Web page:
Casual Cafes: As long as you're visiting Te Papa, you may as well stop for a bite at The Cafe on level 1. It's open 10 a.m. to 2 p.m. For a quick pick-me-up, try Mojo (182 Wakefield St.) for excellent coffee and Greek pastries. Head to Wellington's ethnic dining enclave, called Cuba Quarter, and window shop (or follow your nose) until you find your favorite foods. They're all there -- Chinese, Indian, Vietnamese, Mexican.
Local Food: Zibibbo (25-29 Taranaki St.), named for a grape, offers great dining in casual surroundings. Chef Adam Newell, who hails from London's star-rated La Gavroche, shows off his creative talents with fresh fish and local produce. Open for lunch Monday thru Friday from noon on. Shed 5, built in 1888, is one of the oldest remaining wharf buildings. Now it's a seafood restaurant, refurbished of course, right on Queens Wharf. It's open Monday - Sunday from 11 a.m.
Gourmet: Step back in time at Logan-Brown Restaurant (Corner of Cuba and Vivian Sts.). It's set in the rotunda of a classic 1920's bank. Be sure to sip some New Zealand wine at the glass-topped aquarium that doubles as a bar. Lunch: Monday thru Friday, noon to 6 p.m.
Hint: It's easy to see city sights on your own. Join group excursions to venture into the countryside.
For Wine Lovers: A scenic drive over the mountains takes cruisers to the Wairarapa wine-growing region, a trendy weekend getaway spot for Wellingtonians and a bit like California's Sonoma Valley. Stop at Featherston to see the restored 1800's Fell locomotive before visiting the historic village of Martinborough, known for its boutique wineries. Then travel to Te Kairanga winery for a tour and tasting.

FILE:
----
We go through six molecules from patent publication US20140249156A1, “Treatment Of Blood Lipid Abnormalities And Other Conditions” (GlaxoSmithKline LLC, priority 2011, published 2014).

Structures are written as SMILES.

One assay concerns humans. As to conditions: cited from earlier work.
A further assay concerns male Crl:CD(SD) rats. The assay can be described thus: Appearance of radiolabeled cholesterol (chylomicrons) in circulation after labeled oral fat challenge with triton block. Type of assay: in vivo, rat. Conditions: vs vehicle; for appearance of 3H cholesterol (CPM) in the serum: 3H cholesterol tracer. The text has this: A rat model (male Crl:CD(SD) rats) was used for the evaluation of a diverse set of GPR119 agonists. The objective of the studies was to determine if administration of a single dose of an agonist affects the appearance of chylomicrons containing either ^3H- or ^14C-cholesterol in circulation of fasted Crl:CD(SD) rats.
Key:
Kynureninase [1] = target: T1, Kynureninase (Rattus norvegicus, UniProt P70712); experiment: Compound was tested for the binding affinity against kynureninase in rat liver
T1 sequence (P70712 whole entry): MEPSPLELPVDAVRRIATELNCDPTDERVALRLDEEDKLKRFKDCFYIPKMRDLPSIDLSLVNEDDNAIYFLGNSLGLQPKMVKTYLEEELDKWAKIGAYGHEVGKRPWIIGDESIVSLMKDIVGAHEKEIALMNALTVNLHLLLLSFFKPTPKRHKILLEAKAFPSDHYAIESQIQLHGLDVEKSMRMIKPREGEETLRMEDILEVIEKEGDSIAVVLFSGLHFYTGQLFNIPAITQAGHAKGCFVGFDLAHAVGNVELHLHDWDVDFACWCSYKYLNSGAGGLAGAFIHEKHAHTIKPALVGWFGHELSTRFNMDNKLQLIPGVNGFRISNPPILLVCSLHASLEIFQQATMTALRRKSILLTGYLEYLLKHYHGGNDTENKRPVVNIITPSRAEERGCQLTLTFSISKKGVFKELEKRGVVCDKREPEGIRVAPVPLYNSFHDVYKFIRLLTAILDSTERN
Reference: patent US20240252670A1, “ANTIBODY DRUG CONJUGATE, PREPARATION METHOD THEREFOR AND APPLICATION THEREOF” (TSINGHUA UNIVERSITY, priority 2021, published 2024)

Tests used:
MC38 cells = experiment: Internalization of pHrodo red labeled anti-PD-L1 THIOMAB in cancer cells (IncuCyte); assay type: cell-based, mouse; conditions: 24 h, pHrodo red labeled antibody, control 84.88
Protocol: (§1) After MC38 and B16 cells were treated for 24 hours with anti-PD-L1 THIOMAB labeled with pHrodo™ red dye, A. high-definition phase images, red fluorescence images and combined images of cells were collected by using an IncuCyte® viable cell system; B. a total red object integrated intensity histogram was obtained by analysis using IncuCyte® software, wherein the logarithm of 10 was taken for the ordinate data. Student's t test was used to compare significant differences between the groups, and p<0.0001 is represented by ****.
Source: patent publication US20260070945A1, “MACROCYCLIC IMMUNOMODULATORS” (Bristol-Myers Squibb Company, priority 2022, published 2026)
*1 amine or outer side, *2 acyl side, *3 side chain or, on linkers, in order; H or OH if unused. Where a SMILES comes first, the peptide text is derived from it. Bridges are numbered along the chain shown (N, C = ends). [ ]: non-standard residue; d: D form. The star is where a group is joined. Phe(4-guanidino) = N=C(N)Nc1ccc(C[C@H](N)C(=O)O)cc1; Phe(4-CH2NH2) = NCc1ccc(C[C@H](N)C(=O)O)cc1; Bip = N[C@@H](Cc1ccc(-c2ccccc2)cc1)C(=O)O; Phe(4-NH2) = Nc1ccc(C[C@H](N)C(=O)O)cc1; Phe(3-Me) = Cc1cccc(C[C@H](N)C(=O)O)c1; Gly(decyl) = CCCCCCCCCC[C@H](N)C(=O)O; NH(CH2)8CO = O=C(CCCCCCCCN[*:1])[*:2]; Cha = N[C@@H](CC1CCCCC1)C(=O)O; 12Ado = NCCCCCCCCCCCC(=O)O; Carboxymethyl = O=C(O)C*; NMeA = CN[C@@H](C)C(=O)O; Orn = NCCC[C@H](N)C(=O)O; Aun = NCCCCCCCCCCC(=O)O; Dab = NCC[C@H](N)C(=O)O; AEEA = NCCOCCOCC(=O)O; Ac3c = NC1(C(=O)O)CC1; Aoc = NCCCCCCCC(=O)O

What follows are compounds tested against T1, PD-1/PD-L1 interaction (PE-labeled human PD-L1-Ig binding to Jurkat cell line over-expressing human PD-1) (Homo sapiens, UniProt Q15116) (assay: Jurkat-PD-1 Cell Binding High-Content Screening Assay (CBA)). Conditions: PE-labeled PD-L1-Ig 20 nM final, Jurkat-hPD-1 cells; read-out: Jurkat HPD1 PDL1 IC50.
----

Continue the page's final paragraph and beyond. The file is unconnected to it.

For Movie Buffs: The "Lord of the Rings" trilogy boosted New Zealand up the "must-see" travel charts. Wellington, or "Wellywood," was the center of the filmmaking, not surprising as director Peter Jackson lives in the 'burbs. Visit the location sites used for the gardens of Isengard, Rivendell and Lorhlorien. Some tours include the Stansborough weaving mill where the elfin cloaks were made.
For a Country Lodge Splurge: Travel out of town to Papanui Station, a 3,200-acre sheep and cattle farm, to see sheep shearing and sheep dog demonstrations. Enjoy lunch with wine at Boomrock Lodge before playing a couple holes of extreme golf or trying your luck at clay bird shooting.
Staying in Touch
To make international calls, buy a phone card. They're available at post offices, visitor centers and convenience stores. For e-mail, the Aotea Quay cruise terminal has six Internet stations. The iPlay Cafe behind the Opera House at 40 Manners Mall is open 24/7. The i-SITE Visitor Center in Civic Square has an Internet cafe. Open weekdays 8:30 a.m. to 5 p.m.; weekends 9:30 a.m. to 4:30 p.m.
For More Information
Call Tourism New Zealand at 866-639-9325
On the Web: www.wellingtonnz.com and www.newzealand.com
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--by Ginger Dingus. San Francisco-based Dingus is a cruise and train journalist, whose work has appeared in a myriad of outlets, including Cruise Travel Magazine and The New York Daily News. Her contributions to Cruise Critic include ship reviews, port profiles and destination features.
All photos appear courtesy of Tourism New Zealand.